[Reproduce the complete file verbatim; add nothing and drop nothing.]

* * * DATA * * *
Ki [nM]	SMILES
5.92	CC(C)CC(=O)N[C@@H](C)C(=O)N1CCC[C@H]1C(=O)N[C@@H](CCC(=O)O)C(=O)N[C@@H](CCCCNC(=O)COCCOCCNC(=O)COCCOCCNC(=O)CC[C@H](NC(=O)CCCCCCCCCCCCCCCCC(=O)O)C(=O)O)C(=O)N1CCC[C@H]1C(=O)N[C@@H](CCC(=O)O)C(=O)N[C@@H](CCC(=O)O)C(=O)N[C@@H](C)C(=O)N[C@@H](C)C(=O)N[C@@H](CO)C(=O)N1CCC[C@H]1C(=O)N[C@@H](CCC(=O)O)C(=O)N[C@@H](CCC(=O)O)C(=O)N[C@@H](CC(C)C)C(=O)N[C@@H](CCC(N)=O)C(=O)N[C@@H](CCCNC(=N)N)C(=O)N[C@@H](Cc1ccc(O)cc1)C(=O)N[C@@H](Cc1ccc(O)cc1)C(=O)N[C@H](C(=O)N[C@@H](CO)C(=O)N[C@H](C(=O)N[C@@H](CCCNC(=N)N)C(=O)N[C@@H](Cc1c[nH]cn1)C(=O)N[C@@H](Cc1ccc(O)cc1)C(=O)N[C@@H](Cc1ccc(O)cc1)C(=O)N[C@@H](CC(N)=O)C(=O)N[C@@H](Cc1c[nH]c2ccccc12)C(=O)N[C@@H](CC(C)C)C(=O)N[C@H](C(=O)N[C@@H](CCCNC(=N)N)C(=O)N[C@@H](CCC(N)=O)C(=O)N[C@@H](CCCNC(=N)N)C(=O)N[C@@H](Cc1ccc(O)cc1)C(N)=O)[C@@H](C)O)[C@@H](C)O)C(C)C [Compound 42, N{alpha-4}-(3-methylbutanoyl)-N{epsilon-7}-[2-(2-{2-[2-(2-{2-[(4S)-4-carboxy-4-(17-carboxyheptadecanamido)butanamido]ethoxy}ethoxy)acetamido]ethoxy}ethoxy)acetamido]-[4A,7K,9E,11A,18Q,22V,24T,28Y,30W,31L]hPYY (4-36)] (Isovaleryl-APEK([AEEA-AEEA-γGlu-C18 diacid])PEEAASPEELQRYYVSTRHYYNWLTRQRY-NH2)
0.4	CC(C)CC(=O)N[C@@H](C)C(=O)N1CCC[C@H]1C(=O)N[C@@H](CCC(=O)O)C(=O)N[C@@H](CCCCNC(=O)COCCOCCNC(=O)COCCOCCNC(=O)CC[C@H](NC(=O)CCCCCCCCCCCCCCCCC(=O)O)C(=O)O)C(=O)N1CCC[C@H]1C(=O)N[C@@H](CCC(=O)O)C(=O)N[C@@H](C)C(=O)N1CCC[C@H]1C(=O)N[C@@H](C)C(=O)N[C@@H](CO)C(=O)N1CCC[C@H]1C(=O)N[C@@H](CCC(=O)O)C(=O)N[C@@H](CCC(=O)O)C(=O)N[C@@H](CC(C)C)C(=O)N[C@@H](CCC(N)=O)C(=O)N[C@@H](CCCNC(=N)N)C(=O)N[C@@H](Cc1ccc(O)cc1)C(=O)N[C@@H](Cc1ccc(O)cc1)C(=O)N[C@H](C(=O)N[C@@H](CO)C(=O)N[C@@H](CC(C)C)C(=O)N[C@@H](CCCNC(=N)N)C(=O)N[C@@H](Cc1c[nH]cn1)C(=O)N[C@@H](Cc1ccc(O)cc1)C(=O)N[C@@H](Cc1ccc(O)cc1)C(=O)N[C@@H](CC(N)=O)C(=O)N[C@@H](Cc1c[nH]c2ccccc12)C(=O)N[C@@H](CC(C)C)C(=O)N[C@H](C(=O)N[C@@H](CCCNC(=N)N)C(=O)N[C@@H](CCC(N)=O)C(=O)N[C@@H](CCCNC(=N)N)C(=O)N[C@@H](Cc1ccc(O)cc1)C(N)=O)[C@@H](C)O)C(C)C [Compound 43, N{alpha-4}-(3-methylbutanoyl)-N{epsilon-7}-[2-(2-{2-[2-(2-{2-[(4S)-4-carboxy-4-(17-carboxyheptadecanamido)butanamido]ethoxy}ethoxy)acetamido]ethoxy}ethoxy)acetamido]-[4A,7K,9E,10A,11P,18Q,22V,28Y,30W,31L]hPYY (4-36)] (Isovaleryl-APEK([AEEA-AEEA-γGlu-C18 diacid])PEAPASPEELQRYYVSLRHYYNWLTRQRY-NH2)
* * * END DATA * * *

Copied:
Ki [nM]	SMILES
5.92	CC(C)CC(=O)N[C@@H](C)C(=O)N1CCC[C@H]1C(=O)N[C@@H](CCC(=O)O)C(=O)N[C@@H](CCCCNC(=O)COCCOCCNC(=O)COCCOCCNC(=O)CC[C@H](NC(=O)CCCCCCCCCCCCCCCCC(=O)O)C(=O)O)C(=O)N1CCC[C@H]1C(=O)N[C@@H](CCC(=O)O)C(=O)N[C@@H](CCC(=O)O)C(=O)N[C@@H](C)C(=O)N[C@@H](C)C(=O)N[C@@H](CO)C(=O)N1CCC[C@H]1C(=O)N[C@@H](CCC(=O)O)C(=O)N[C@@H](CCC(=O)O)C(=O)N[C@@H](CC(C)C)C(=O)N[C@@H](CCC(N)=O)C(=O)N[C@@H](CCCNC(=N)N)C(=O)N[C@@H](Cc1ccc(O)cc1)C(=O)N[C@@H](Cc1ccc(O)cc1)C(=O)N[C@H](C(=O)N[C@@H](CO)C(=O)N[C@H](C(=O)N[C@@H](CCCNC(=N)N)C(=O)N[C@@H](Cc1c[nH]cn1)C(=O)N[C@@H](Cc1ccc(O)cc1)C(=O)N[C@@H](Cc1ccc(O)cc1)C(=O)N[C@@H](CC(N)=O)C(=O)N[C@@H](Cc1c[nH]c2ccccc12)C(=O)N[C@@H](CC(C)C)C(=O)N[C@H](C(=O)N[C@@H](CCCNC(=N)N)C(=O)N[C@@H](CCC(N)=O)C(=O)N[C@@H](CCCNC(=N)N)C(=O)N[C@@H](Cc1ccc(O)cc1)C(N)=O)[C@@H](C)O)[C@@H](C)O)C(C)C [Compound 42, N{alpha-4}-(3-methylbutanoyl)-N{epsilon-7}-[2-(2-{2-[2-(2-{2-[(4S)-4-carboxy-4-(17-carboxyheptadecanamido)butanamido]ethoxy}ethoxy)acetamido]ethoxy}ethoxy)acetamido]-[4A,7K,9E,11A,18Q,22V,24T,28Y,30W,31L]hPYY (4-36)] (Isovaleryl-APEK([AEEA-AEEA-γGlu-C18 diacid])PEEAASPEELQRYYVSTRHYYNWLTRQRY-NH2)
0.4	CC(C)CC(=O)N[C@@H](C)C(=O)N1CCC[C@H]1C(=O)N[C@@H](CCC(=O)O)C(=O)N[C@@H](CCCCNC(=O)COCCOCCNC(=O)COCCOCCNC(=O)CC[C@H](NC(=O)CCCCCCCCCCCCCCCCC(=O)O)C(=O)O)C(=O)N1CCC[C@H]1C(=O)N[C@@H](CCC(=O)O)C(=O)N[C@@H](C)C(=O)N1CCC[C@H]1C(=O)N[C@@H](C)C(=O)N[C@@H](CO)C(=O)N1CCC[C@H]1C(=O)N[C@@H](CCC(=O)O)C(=O)N[C@@H](CCC(=O)O)C(=O)N[C@@H](CC(C)C)C(=O)N[C@@H](CCC(N)=O)C(=O)N[C@@H](CCCNC(=N)N)C(=O)N[C@@H](Cc1ccc(O)cc1)C(=O)N[C@@H](Cc1ccc(O)cc1)C(=O)N[C@H](C(=O)N[C@@H](CO)C(=O)N[C@@H](CC(C)C)C(=O)N[C@@H](CCCNC(=N)N)C(=O)N[C@@H](Cc1c[nH]cn1)C(=O)N[C@@H](Cc1ccc(O)cc1)C(=O)N[C@@H](Cc1ccc(O)cc1)C(=O)N[C@@H](CC(N)=O)C(=O)N[C@@H](Cc1c[nH]c2ccccc12)C(=O)N[C@@H](CC(C)C)C(=O)N[C@H](C(=O)N[C@@H](CCCNC(=N)N)C(=O)N[C@@H](CCC(N)=O)C(=O)N[C@@H](CCCNC(=N)N)C(=O)N[C@@H](Cc1ccc(O)cc1)C(N)=O)[C@@H](C)O)C(C)C [Compound 43, N{alpha-4}-(3-methylbutanoyl)-N{epsilon-7}-[2-(2-{2-[2-(2-{2-[(4S)-4-carboxy-4-(17-carboxyheptadecanamido)butanamido]ethoxy}ethoxy)acetamido]ethoxy}ethoxy)acetamido]-[4A,7K,9E,10A,11P,18Q,22V,28Y,30W,31L]hPYY (4-36)] (Isovaleryl-APEK([AEEA-AEEA-γGlu-C18 diacid])PEAPASPEELQRYYVSLRHYYNWLTRQRY-NH2)